The rapid spread of the coronavirus across the southern US has caused growing concern among public health experts. During a press briefing last Thursday, White House COVID-19 response coordinator Jeff Zients noted that Texas and Florida accounted for nearly 40 percent of new COVID-related hospitalizations in the US over the past week.
In Texas, cases and hospitalizations are reaching heights not seen since February. According to the Texas Tribune, hospitalizations in the state have skyrocketed by 400 percent within the last month. The increase in cases has been fueled by the criminal policies spearheaded by Texas Governor Greg Abbott, who recently declared Texas is “past the time of government mandates.”
“Going forward, in Texas, there will not be any government-imposed shutdowns or mask mandates,” Abbott said. “Everyone already knows what to do.”
After lifting statewide mask mandates earlier this year, Abbott claimed personal responsibility and vaccinations would sufficiently contain the pandemic. However, the numbers are so staggering that the state health department was forced to admit in a tweet Wednesday that Texas is “facing a new wave” and the variant “has erased much progress to end the pandemic.”
Abbott himself was reported Tuesday to have contracted coronavirus, in a breakthrough infection, since he has been vaccinated. At his age, 63, and physical condition—he has been paralyzed from the waist down since 1984, due to an accident—the governor would be considered at higher risk from the virus.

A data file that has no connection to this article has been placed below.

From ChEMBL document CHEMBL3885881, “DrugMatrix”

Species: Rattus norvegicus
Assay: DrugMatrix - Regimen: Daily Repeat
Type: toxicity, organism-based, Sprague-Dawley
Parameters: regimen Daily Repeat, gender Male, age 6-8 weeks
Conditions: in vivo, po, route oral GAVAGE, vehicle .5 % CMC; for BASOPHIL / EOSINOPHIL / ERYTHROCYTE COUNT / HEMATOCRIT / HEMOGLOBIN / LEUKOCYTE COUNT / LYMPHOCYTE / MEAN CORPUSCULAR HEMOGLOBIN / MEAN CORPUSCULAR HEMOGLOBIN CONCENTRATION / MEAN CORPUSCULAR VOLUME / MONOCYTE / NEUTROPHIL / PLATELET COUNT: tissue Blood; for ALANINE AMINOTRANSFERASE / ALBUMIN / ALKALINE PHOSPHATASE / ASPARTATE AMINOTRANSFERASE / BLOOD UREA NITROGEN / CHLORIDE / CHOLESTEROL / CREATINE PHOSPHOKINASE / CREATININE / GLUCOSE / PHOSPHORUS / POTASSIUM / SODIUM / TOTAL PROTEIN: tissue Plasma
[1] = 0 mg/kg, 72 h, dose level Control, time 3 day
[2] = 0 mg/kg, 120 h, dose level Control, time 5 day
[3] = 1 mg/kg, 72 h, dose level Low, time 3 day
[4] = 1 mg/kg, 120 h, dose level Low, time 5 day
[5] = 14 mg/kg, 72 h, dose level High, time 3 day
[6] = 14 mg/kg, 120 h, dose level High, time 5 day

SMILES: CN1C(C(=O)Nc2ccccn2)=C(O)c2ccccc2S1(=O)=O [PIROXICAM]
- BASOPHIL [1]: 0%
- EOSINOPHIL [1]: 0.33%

Abbott and Attorney General Ken Paxton have focused on blocking local masking mandates and eviscerating public health and safety measures. On Sunday, the Texas Supreme Court sided with Abbott and reversed a ruling that prevented him from enforcing a ban on local mask mandates in workplaces and schools.
Texas’ vaccination rate has consistently lagged behind other states. Its 44 percent full vaccination rate as of Tuesday ranks 36th nationally. The state’s positivity rate—the percent of virus tests coming back positive—was 17.7 percent on Tuesday, well above the 10 percent threshold that Abbott has previously identified as a danger zone. Furthermore, several of the state’s hospital regions have seen the percentage of COVID patients in their care rise about 15 percent.
Texas now has 11,552 people being treated in hospitals for COVID-19, according to the latest data provided by the state health department. The number of available ICU beds across the entire state has dwindled to 322, with some regions having none at all. According to state officials, 12 of 22 hospital regions in the state have 10 or fewer available ICU beds.
“I think it’s pretty clear in the data that Texas is in the middle—or beginning, depending on how you look at it—of a really major pandemic surge, and not just in case counts but particularly in looking at health care needs across the state,” said Spencer Fox, associate director of the COVID-19 Modeling Consortium at the University of Texas at Austin. “Many regions are now facing numbers that we haven’t seen since the winter,” he told the Texas Tribune.